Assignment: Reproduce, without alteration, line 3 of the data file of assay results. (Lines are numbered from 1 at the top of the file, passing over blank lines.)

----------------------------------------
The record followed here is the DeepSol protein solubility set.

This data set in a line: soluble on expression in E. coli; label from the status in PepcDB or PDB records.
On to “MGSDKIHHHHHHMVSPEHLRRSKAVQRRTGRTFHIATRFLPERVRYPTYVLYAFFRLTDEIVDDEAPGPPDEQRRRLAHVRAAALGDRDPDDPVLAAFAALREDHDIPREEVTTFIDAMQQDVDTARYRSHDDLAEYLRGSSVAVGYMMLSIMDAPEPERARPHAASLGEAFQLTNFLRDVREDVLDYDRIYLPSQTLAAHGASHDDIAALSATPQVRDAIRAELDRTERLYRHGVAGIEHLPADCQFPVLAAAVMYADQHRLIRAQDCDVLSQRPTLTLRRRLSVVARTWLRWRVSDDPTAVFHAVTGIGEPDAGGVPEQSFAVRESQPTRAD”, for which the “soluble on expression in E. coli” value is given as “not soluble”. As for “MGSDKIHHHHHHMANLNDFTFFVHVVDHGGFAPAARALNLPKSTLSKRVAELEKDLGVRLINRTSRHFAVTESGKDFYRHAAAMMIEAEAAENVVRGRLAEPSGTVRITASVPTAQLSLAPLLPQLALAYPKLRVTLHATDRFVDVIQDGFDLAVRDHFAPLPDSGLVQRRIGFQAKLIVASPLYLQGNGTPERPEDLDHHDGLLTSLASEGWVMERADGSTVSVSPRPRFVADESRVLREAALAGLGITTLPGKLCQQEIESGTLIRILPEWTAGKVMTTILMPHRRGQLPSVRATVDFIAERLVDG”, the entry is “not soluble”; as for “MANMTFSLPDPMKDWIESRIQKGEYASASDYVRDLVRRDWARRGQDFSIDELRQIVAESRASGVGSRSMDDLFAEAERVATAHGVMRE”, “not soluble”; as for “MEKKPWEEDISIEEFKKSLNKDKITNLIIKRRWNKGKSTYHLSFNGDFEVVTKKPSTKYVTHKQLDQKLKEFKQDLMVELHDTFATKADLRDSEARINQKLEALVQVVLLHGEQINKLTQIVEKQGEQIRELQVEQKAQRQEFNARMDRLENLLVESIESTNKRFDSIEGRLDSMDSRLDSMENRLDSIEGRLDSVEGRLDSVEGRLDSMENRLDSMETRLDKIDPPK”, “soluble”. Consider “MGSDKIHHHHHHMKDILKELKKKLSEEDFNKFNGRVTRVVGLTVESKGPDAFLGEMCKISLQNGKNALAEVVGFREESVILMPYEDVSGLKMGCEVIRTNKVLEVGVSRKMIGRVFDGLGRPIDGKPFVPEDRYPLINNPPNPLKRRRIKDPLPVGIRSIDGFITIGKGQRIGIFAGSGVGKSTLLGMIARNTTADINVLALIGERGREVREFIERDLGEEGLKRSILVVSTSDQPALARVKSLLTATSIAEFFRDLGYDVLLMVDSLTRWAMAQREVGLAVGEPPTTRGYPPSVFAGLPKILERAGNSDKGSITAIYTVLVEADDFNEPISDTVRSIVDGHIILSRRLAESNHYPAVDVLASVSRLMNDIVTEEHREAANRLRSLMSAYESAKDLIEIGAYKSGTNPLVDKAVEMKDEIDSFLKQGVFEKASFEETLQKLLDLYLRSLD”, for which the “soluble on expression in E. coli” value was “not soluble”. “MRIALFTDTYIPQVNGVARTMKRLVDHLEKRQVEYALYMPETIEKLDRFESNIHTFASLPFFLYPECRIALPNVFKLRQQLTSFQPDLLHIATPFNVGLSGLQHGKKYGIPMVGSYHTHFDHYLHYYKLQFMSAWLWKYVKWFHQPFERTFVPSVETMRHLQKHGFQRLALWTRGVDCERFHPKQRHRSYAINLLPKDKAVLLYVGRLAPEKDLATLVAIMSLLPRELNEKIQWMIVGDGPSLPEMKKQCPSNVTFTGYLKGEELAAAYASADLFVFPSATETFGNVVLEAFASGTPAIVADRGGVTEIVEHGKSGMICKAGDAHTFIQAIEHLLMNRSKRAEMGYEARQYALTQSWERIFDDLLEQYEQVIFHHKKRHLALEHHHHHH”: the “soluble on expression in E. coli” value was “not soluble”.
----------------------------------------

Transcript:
On to “MGSDKIHHHHHHMVSPEHLRRSKAVQRRTGRTFHIATRFLPERVRYPTYVLYAFFRLTDEIVDDEAPGPPDEQRRRLAHVRAAALGDRDPDDPVLAAFAALREDHDIPREEVTTFIDAMQQDVDTARYRSHDDLAEYLRGSSVAVGYMMLSIMDAPEPERARPHAASLGEAFQLTNFLRDVREDVLDYDRIYLPSQTLAAHGASHDDIAALSATPQVRDAIRAELDRTERLYRHGVAGIEHLPADCQFPVLAAAVMYADQHRLIRAQDCDVLSQRPTLTLRRRLSVVARTWLRWRVSDDPTAVFHAVTGIGEPDAGGVPEQSFAVRESQPTRAD”, for which the “soluble on expression in E. coli” value is given as “not soluble”. As for “MGSDKIHHHHHHMANLNDFTFFVHVVDHGGFAPAARALNLPKSTLSKRVAELEKDLGVRLINRTSRHFAVTESGKDFYRHAAAMMIEAEAAENVVRGRLAEPSGTVRITASVPTAQLSLAPLLPQLALAYPKLRVTLHATDRFVDVIQDGFDLAVRDHFAPLPDSGLVQRRIGFQAKLIVASPLYLQGNGTPERPEDLDHHDGLLTSLASEGWVMERADGSTVSVSPRPRFVADESRVLREAALAGLGITTLPGKLCQQEIESGTLIRILPEWTAGKVMTTILMPHRRGQLPSVRATVDFIAERLVDG”, the entry is “not soluble”; as for “MANMTFSLPDPMKDWIESRIQKGEYASASDYVRDLVRRDWARRGQDFSIDELRQIVAESRASGVGSRSMDDLFAEAERVATAHGVMRE”, “not soluble”; as for “MEKKPWEEDISIEEFKKSLNKDKITNLIIKRRWNKGKSTYHLSFNGDFEVVTKKPSTKYVTHKQLDQKLKEFKQDLMVELHDTFATKADLRDSEARINQKLEALVQVVLLHGEQINKLTQIVEKQGEQIRELQVEQKAQRQEFNARMDRLENLLVESIESTNKRFDSIEGRLDSMDSRLDSMENRLDSIEGRLDSVEGRLDSVEGRLDSMENRLDSMETRLDKIDPPK”, “soluble”. Consider “MGSDKIHHHHHHMKDILKELKKKLSEEDFNKFNGRVTRVVGLTVESKGPDAFLGEMCKISLQNGKNALAEVVGFREESVILMPYEDVSGLKMGCEVIRTNKVLEVGVSRKMIGRVFDGLGRPIDGKPFVPEDRYPLINNPPNPLKRRRIKDPLPVGIRSIDGFITIGKGQRIGIFAGSGVGKSTLLGMIARNTTADINVLALIGERGREVREFIERDLGEEGLKRSILVVSTSDQPALARVKSLLTATSIAEFFRDLGYDVLLMVDSLTRWAMAQREVGLAVGEPPTTRGYPPSVFAGLPKILERAGNSDKGSITAIYTVLVEADDFNEPISDTVRSIVDGHIILSRRLAESNHYPAVDVLASVSRLMNDIVTEEHREAANRLRSLMSAYESAKDLIEIGAYKSGTNPLVDKAVEMKDEIDSFLKQGVFEKASFEETLQKLLDLYLRSLD”, for which the “soluble on expression in E. coli” value was “not soluble”. “MRIALFTDTYIPQVNGVARTMKRLVDHLEKRQVEYALYMPETIEKLDRFESNIHTFASLPFFLYPECRIALPNVFKLRQQLTSFQPDLLHIATPFNVGLSGLQHGKKYGIPMVGSYHTHFDHYLHYYKLQFMSAWLWKYVKWFHQPFERTFVPSVETMRHLQKHGFQRLALWTRGVDCERFHPKQRHRSYAINLLPKDKAVLLYVGRLAPEKDLATLVAIMSLLPRELNEKIQWMIVGDGPSLPEMKKQCPSNVTFTGYLKGEELAAAYASADLFVFPSATETFGNVVLEAFASGTPAIVADRGGVTEIVEHGKSGMICKAGDAHTFIQAIEHLLMNRSKRAEMGYEARQYALTQSWERIFDDLLEQYEQVIFHHKKRHLALEHHHHHH”: the “soluble on expression in E. coli” value was “not soluble”.